1. Introduction

1.1. Functionality

Class nocaselist.NocaseList is a case-insensitive list that preserves the lexical case of its items.

Example:

$ python
>>> from nocaselist import NocaseList
>>> list1 = NocaseList(['Alpha', 'Beta'])

>>> print(list1)  # Any access is case-preserving
['Alpha', 'Beta']

>>> 'ALPHA' in list1  # Any lookup or comparison is case-insensitive
True

The NocaseList class supports the functionality of the built-in list class of Python 3.8 on all Python versions it supports (except for being case-insensitive, of course). This includes the clear() and copy() methods added in Python 3.3 to the built-in list class.

1.2. Supported environments

The package does not have any dependencies on the type of operating system and is regularly tested in CI systems on the following operating systems:

  • Ubuntu, native Windows, CygWin, OS-X / macOS

The package is supported on the following Python versions:

  • Python: 2.7, 3.4 and all higher 3.x versions

1.3. Installing

  • Prerequisites:

    • The Python environment into which you want to install must be the current Python environment, and must have at least the following Python packages installed:
      • setuptools
      • wheel
      • pip
  • Install the nocaselist package and its prerequisite Python packages into the active Python environment:

    $ pip install nocaselist
    

1.4. Installing a different version

The examples in the previous sections install the latest version of nocaselist that is released on PyPI. This section describes how different versions of nocaselist can be installed.

  • To install an older released version of nocaselist, Pip supports specifying a version requirement. The following example installs nocaselist version 0.1.0 from PyPI:

    $ pip install nocaselist==0.1.0
    
  • If you need to get a certain new functionality or a new fix that is not yet part of a version released to PyPI, Pip supports installation from a Git repository. The following example installs nocaselist from the current code level in the master branch of the nocaselist repository:

    $ pip install git+https://github.com/pywbem/nocaselist.git@master#egg=nocaselist
    

1.5. Verifying the installation

You can verify that nocaselist is installed correctly by importing the package into Python (using the Python environment you installed it to):

$ python -c "import nocaselist; print('ok')"
ok

1.5.1. Package version

The version of the nocaselist package can be accessed by programs using the nocaselist.__version__ variable:

nocaselist._version.__version__ = '1.0.4'

The full version of this package including any development levels, as a string.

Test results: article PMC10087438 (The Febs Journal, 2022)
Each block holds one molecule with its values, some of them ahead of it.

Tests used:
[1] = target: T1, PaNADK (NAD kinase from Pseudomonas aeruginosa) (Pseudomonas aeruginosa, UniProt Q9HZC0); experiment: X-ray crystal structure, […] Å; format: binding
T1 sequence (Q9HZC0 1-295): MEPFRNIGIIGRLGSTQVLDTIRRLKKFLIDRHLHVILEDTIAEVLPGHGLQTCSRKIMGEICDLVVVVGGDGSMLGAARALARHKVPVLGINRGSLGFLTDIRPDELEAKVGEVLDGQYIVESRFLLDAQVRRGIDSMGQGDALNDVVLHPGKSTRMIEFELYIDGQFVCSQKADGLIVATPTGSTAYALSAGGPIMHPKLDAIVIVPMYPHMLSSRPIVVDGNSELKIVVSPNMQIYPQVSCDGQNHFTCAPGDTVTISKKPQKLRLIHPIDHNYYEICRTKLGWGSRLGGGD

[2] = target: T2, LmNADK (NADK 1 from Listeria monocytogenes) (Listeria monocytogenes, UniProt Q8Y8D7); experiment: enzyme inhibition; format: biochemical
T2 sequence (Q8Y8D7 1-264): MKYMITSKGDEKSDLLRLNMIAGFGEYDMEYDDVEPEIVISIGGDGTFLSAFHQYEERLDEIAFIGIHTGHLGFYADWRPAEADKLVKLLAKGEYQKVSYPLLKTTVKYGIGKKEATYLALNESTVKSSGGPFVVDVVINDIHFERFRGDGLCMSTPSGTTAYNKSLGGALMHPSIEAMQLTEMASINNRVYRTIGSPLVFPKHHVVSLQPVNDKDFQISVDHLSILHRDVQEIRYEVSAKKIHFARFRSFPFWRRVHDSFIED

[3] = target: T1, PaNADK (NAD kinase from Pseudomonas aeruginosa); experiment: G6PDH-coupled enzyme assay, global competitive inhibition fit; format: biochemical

Possible formats for this version string are:

  • “M.N.P.dev1”: Development level 1 of a not yet released version M.N.P
  • “M.N.P”: A released version M.N.P

Note: For tooling reasons, the variable is shown as nocaselist._version.__version__, but it should be used as nocaselist.__version__.

1.5.2. Compatibility and deprecation policy

The nocaselist project uses the rules of Semantic Versioning 2.0.0 for compatibility between versions, and for deprecations. The public interface that is subject to the semantic versioning rules and specificically to its compatibility rules are the APIs and commands described in this documentation.

The semantic versioning rules require backwards compatibility for new minor versions (the ‘N’ in version ‘M.N.P’) and for new patch versions (the ‘P’ in version ‘M.N.P’).

Thus, a user of an API or command of the nocaselist project can safely upgrade to a new minor or patch version of the nocaselist package without encountering compatibility issues for their code using the APIs or for their scripts using the commands.

In the rare case that exceptions from this rule are needed, they will be documented in the Change log.

Occasionally functionality needs to be retired, because it is flawed and a better but incompatible replacement has emerged. In the nocaselist project, such changes are done by deprecating existing functionality, without removing it immediately.

The deprecated functionality is still supported at least throughout new minor or patch releases within the same major release. Eventually, a new major release may break compatibility by removing deprecated functionality.

Any changes at the APIs or commands that do introduce incompatibilities as defined above, are described in the Change log.

Deprecation of functionality at the APIs or commands is communicated to the users in multiple ways:

  • It is described in the documentation of the API or command
  • It is mentioned in the change log.
  • It is raised at runtime by issuing Python warnings of type DeprecationWarning (see the Python warnings module).

Since Python 2.7, DeprecationWarning messages are suppressed by default. They can be shown for example in any of these ways:

  • By specifying the Python command line option: -W default
  • By invoking Python with the environment variable: PYTHONWARNINGS=default

It is recommended that users of the nocaselist project run their test code with DeprecationWarning messages being shown, so they become aware of any use of deprecated functionality.

Here is a summary of the deprecation and compatibility policy used by the nocaselist project, by version type:

  • New patch version (M.N.P -> M.N.P+1): No new deprecations; no new functionality; backwards compatible.
  • New minor release (M.N.P -> M.N+1.0): New deprecations may be added; functionality may be extended; backwards compatible.
  • New major release (M.N.P -> M+1.0.0): Deprecated functionality may get removed; functionality may be extended or changed; backwards compatibility may be broken.

1.5.3. Python namespaces

This documentation describes only the external APIs of the nocaselist project, and omits any internal symbols and any sub-modules.